Alan Sorrenti (born December 9, 1950) is an Italian singer and composer. Actually, he started as an experimental progressive rock performer, releasing two great albums called "Aria" (1972) and "Come un vecchio incensiere all'alba di un villaggio deserto" (1973), where he showed extraordinary vocal abilities. His third, self-titled album (1974) is usually considered the least convincing of Alan's early production, despite some very good tracks, his style slowly shifting toward more a more mainstream song format. For progressive fans, checking "Aria" out is recommended, expecially the long, wandering progressive suite title track, which lasts for about 20 minutes.
A very important artist from Naples, ALAN SORRENTI released his first album in 1972 on Harvest. He had a Welsh mother and had lived in Wales as a child. "Aria" is a very good album, with two different sides: the first only contains the long title track, a dreamy suite starting with acoustic guitar and based on the marvellous, instrument-like voice of Sorrenti, and culminating in the final part with a memorable violin solo by Jean-Luc Ponty. Side 2 is softer, with three tracks, two of which ("Vorrei incontrarti") also appeared as a single. The album was successful in Italy, and Alan Sorrenti was one of the few solo artists to compete with other prog groups in the open air festivals of the time. The album was also released abroad, but to little success.
Bellissima raccolta delle più belle canzoni della storia della musica italiana, selezionata negli anni 90, questa raccolta vi farà rivivere momenti magici ed indimenticabili, ogni pezzo di questo raccolta è un grande successo della storia della musica italiana.
4 CD Box set from Mellow records devoted to recounting the wonderful 1970's Italian progressive rock scene…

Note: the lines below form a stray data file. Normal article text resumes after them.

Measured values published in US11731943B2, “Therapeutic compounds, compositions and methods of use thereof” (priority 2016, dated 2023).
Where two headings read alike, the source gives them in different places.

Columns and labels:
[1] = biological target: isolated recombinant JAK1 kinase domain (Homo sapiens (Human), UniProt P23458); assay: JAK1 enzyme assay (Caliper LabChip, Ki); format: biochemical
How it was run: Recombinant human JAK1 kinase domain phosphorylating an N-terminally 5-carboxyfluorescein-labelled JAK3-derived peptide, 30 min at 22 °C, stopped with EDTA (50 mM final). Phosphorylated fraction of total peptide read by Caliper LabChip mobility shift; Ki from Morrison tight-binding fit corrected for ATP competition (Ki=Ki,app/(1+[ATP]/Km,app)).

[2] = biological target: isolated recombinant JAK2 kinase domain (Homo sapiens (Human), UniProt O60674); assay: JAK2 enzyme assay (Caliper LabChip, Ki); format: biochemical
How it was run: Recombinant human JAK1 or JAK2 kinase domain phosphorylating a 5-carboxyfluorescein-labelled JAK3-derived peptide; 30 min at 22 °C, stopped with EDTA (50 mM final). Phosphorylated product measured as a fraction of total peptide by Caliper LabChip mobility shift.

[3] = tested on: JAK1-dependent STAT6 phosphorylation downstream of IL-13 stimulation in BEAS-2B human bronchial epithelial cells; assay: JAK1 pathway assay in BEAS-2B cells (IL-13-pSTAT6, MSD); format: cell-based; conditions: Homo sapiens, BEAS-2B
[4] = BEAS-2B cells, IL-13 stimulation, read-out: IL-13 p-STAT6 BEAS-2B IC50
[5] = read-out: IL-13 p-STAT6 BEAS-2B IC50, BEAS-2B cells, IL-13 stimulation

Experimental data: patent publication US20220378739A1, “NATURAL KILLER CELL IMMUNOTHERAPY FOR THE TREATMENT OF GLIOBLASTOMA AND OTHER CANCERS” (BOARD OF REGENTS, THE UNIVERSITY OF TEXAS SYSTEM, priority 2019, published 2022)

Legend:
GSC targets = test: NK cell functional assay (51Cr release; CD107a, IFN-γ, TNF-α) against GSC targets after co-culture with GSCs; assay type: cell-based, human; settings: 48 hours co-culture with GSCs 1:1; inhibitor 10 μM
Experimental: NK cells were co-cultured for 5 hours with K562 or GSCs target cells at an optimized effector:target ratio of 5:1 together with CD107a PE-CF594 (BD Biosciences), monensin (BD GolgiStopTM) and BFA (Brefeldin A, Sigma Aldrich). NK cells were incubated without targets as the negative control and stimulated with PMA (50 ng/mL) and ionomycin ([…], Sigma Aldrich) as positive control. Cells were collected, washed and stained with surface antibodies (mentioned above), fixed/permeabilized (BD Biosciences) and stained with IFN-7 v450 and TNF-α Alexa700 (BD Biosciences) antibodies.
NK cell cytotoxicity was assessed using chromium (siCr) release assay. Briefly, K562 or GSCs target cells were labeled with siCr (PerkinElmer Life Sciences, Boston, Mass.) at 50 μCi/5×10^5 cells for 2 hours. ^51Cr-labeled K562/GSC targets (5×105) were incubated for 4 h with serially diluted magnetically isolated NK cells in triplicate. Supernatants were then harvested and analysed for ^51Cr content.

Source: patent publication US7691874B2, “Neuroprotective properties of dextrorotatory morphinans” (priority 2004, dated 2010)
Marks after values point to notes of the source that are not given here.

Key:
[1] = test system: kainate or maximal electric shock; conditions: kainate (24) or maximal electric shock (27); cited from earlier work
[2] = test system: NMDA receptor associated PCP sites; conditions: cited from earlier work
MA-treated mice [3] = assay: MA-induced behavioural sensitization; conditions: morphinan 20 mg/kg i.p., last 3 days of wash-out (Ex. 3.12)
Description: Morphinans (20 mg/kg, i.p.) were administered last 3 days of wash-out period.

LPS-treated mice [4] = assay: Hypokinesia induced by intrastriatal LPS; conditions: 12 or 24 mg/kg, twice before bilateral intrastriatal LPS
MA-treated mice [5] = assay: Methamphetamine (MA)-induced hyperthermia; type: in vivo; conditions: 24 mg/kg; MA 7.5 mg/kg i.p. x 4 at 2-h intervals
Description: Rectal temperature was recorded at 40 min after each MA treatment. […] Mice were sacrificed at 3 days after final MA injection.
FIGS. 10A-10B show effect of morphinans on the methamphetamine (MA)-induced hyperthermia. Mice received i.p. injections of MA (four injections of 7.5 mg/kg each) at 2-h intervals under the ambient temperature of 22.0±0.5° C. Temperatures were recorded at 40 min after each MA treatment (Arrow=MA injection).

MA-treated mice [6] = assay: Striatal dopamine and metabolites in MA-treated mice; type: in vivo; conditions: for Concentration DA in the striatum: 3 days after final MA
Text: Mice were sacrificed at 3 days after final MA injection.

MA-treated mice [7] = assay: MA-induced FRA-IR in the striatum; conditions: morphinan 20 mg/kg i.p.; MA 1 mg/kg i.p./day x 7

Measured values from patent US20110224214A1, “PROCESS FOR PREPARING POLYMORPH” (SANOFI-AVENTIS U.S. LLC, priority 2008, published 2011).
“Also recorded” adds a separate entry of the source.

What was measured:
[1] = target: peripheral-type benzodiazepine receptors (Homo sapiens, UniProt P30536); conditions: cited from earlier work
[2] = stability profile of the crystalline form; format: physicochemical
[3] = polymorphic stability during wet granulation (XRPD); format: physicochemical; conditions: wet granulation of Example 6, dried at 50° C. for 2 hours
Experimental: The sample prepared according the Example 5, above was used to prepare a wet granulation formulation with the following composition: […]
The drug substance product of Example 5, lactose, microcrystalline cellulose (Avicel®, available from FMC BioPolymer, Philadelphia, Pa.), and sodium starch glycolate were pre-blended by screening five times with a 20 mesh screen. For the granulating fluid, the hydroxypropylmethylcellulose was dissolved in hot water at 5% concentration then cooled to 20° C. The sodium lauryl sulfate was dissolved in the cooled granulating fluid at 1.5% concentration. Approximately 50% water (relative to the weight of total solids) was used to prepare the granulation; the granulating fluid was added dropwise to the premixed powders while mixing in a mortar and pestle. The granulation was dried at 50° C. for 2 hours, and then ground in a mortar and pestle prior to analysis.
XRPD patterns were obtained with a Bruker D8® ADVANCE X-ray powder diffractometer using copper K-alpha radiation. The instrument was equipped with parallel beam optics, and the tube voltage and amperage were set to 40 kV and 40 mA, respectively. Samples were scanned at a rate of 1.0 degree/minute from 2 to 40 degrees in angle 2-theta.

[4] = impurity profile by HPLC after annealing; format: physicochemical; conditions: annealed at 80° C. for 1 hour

Price moved to Jet Records in 1977 and recorded a series of successful albums throughout the rest of the decade. In 1980, he crossed the big pond to record an unusual album in Los Angeles: entitled Rising Sun, it included a reworking of the song The House Of The Rising Sun, which picked up quite a bit of air play in the UK.
This is a very good live album from Alan Price which features a good mix of his old and new original material and a nice set of covers, such as Simon Smith and I Put a Spell on You. While the songs from O Lucky Man would be the best known, there are other gems here, such as Between Today and Yesterday (the LP which followed O Lucky Man) and the set as a whole is great listening. The musicians are top-notch and the production sounds really good; the drum sound is well captured, for example. Alan is in fine voice and sounds as if he's really enjoying the show(s). Highly recommended for fans of Alan Price, R&B or Randy Newman type songwriters.
Handel's Giove in Argo (Jupiter in Argos) is bottom-of-the-barrel stuff, a pastiche (or, in the parlance of the time, pasticcio) of numbers from earlier operas stitched together into a mythological-pastoral plot that is absurd even by the standards of Baroque opera. It is a notable sign of the success of the Baroque opera revival that this has appeared on a semi-major label, Virgin Classics. The pieces were all from operas that were fairly recent at the time, and it's possible that the work was intended as a kind of greatest-hits reprise, but London audiences did not bite; the opera was long thought to be lost, and it had its modern premiere only in 2006, with newly written recitatives.